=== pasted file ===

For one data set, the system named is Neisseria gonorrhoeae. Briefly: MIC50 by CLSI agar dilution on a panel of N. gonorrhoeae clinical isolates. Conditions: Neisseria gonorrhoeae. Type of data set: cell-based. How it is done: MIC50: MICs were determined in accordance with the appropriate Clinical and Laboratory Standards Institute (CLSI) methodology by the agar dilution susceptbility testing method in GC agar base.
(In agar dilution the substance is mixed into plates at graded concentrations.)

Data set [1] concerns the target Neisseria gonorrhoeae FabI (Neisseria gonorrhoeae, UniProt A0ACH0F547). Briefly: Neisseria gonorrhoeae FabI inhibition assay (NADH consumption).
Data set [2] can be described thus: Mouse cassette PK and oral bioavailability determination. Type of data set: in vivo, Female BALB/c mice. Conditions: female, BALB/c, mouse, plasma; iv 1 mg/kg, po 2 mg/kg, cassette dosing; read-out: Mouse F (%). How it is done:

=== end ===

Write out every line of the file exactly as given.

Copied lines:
For one data set, the system named is Neisseria gonorrhoeae. Briefly: MIC50 by CLSI agar dilution on a panel of N. gonorrhoeae clinical isolates. Conditions: Neisseria gonorrhoeae. Type of data set: cell-based. How it is done: MIC50: MICs were determined in accordance with the appropriate Clinical and Laboratory Standards Institute (CLSI) methodology by the agar dilution susceptbility testing method in GC agar base.
(In agar dilution the substance is mixed into plates at graded concentrations.)

Data set [1] concerns the target Neisseria gonorrhoeae FabI (Neisseria gonorrhoeae, UniProt A0ACH0F547). Briefly: Neisseria gonorrhoeae FabI inhibition assay (NADH consumption).
Data set [2] can be described thus: Mouse cassette PK and oral bioavailability determination. Type of data set: in vivo, Female BALB/c mice. Conditions: female, BALB/c, mouse, plasma; iv 1 mg/kg, po 2 mg/kg, cassette dosing; read-out: Mouse F (%). How it is done: